I have a 3 TB drive formatted with the GPT partition style. I use it for data on my Windows 7 PC. I've made the drive accessible via the mount point D:

My motherboard's HDD controller mode has been in RAID for some time. Recently I tried switching from RAID mode to AHCI mode in the BIOS, but after booting, the GPT partition on the 3 TB drive disappears and Windows wants to initialize it.

I'm about to migrate to a new motherboard (and therefore a new hard drive controller) and am wondering:

  • Why does Windows want to initialize my disk when I switch to from RAID to AHCI (non-RAID) mode in the BIOS?
  • How is GPT partition type related to the type of hard drive controller selected in the BIOS?
  • How do I "back up" the GPT partition data so that I can switch to AHCI mode on my existing motherboard in case my new motherboard doesn't suit my needs?

One last note: I have Regedited MSACHI's and something else's Start value to 0 from 3

  • 1
    The fact your partition isn't recognized as valid when not connected to your RAID controller is a problem quite unrelated to the partition being of the GPT type. – Twisty Impersonator Nov 28 '14 at 2:38
  • 1
    I agree. I can't replicate the issue on a GPT formatting that I made on a spare harddrive I had lying around. – paIncrease Nov 28 '14 at 4:10
  • also, "so I take it that's not normal" – paIncrease Nov 28 '14 at 5:06
  • Actually, the situation you're facing is very normal. RAID controllers by necessity must put identifying information on their member disks. Now, not all do it in a way that prohibits the disk from being read on other controllers, but it's not uncommon for some to do it this way. – Twisty Impersonator Nov 28 '14 at 13:28
  • "identifying" information-- oh right, I see why RAID controller would have to do that. Is there no standard that says "we all agreed to put it in sectors blah blah blah" so this doesn't happen? – paIncrease Nov 28 '14 at 22:23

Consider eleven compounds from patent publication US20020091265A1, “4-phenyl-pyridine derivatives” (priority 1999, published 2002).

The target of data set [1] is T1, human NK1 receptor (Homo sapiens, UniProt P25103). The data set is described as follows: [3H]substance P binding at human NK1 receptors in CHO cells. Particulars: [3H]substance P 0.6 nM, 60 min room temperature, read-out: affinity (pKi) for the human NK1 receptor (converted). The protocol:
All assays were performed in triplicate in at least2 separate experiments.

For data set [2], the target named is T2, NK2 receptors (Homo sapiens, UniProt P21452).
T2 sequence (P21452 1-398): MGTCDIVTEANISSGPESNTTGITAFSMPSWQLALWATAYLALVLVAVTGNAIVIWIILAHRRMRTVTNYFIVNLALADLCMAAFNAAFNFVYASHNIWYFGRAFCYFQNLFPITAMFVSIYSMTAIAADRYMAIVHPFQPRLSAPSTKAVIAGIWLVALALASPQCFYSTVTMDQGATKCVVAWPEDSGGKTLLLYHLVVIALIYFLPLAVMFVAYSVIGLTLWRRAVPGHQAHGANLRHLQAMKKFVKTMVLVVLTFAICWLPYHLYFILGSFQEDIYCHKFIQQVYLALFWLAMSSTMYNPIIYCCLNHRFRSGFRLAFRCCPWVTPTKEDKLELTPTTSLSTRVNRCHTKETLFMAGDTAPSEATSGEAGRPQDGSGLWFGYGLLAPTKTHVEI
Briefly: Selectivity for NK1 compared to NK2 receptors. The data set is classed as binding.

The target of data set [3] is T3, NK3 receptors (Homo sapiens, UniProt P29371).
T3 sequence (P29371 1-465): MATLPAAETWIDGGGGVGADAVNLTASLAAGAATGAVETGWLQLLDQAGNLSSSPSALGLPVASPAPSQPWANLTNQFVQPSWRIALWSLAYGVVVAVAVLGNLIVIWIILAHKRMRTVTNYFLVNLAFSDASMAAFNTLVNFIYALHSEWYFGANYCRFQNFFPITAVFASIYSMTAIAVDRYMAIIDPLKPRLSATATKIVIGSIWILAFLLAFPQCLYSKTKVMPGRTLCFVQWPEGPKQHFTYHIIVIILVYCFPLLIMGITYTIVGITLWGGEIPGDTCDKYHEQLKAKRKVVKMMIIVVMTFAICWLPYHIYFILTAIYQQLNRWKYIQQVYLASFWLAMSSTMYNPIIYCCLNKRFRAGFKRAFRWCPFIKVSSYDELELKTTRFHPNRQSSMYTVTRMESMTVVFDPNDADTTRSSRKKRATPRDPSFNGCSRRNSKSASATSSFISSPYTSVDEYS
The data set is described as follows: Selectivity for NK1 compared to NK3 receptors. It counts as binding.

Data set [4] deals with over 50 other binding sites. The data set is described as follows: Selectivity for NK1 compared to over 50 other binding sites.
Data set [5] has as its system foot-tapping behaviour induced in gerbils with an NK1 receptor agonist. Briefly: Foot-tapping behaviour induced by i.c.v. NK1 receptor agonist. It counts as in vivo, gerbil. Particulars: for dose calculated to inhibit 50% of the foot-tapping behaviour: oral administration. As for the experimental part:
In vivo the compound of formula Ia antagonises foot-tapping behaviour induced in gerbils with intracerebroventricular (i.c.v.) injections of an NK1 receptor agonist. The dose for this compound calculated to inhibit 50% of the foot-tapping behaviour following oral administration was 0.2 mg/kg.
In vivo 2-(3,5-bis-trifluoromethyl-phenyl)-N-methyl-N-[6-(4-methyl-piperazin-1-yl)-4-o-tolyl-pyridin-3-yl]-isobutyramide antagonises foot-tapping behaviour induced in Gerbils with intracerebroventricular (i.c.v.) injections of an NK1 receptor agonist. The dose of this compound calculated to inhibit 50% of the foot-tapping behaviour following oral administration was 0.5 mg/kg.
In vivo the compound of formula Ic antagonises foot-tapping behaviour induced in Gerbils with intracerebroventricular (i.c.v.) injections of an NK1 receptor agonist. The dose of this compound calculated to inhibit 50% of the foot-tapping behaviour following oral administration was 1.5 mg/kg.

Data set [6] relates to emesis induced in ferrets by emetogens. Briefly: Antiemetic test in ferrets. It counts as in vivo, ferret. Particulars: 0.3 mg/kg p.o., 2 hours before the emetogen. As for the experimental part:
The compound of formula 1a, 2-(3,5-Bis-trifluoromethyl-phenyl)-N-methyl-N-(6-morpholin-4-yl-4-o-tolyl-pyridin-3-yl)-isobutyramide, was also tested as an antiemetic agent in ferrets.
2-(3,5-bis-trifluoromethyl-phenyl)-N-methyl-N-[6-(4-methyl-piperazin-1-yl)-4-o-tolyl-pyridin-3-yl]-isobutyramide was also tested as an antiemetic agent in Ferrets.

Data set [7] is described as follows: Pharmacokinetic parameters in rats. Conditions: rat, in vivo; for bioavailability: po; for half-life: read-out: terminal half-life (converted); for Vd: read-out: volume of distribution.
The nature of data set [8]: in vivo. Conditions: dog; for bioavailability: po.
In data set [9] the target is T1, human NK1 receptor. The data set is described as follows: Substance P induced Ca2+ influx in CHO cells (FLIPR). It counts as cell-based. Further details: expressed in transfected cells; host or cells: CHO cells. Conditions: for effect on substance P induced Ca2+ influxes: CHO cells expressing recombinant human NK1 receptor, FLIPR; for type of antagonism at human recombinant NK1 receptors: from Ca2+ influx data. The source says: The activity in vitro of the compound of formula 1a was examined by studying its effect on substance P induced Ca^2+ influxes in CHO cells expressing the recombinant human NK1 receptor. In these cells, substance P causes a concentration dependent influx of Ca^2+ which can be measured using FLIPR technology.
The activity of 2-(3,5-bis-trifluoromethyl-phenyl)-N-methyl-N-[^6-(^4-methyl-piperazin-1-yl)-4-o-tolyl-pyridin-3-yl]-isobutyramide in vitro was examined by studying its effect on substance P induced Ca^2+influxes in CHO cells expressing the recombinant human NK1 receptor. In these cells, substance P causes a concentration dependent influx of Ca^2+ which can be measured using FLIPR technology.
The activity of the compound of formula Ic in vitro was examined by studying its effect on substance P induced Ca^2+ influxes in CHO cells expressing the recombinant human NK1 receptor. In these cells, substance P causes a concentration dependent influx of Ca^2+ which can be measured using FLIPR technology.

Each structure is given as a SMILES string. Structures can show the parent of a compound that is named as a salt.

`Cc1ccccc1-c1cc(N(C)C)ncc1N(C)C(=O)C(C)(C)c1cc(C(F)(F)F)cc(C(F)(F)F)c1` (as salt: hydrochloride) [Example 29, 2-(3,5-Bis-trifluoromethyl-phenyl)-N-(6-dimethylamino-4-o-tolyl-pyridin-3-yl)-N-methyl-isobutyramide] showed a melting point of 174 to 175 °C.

The problem here is that your RAID controller has written metadata to your hard drive which it understands, but another HDD controller doesn't. Out of necessity RAID controllers put identifying information on their member disks. This metadata is most often unique to the RAID controller's manufacturer and sometimes specific to the controller model or even certain controller firmware revisions. As noted in this Adaptec support article:

RAID controller manufacturer's do not use the same RAID algorithm and format. RAID table information written by one manufacturer's adapter will not be compatible with another manufacturer's adapter. Different companies implement their own unique RAID table data and RAID management software.

In some cases other hard disk controllers can read the data on a RAID member disk, especially when the disk is from a RAID 1 array created by a software-based RAID controller, but this possibility should be regarded as the exception not the rule.

Finally, RAID metadata is unrelated to and distinct from the partition type of your drive. It doesn't matter whether you're using GPT or MBR or any other partition type, the root problem it's not recognized when you change controller modes is the fact the disk is a RAID member.

Two things you can try for moving your disk from one controller to another:

  1. Contact the manufacturer of your RAID controller to inquire about options for making your drive non-RAID without losing your data
  2. Back up all of the data on your volume, move the drive to your new motherboard, format it, then restore the backup.
  • 1
    your second comment below my question helped understanding – paIncrease Nov 28 '14 at 22:21
  • 1
    Great suggestion. Answer updated. – Twisty Impersonator Nov 28 '14 at 22:29
  • 1
    Well, it’s not that unusual for “1-disk RAID” or RAID1 disks to remain readable: Most controllers write their metadata to the end of the disk, so it doesn’t interfere with the expected non-RAID layout. – Daniel B Dec 4 '14 at 19:44
  • 1
    @DanielB Agreed, although I've found drive portability to enjoy better success with software RAID controllers, but not so much with hardware controllers. However I'll edit the question to make that statement less narrow. – Twisty Impersonator Dec 4 '14 at 19:57

Your Answer

By clicking “Post Your Answer”, you agree to our terms of service, privacy policy and cookie policy

Not the answer you're looking for? Browse other questions tagged or ask your own question.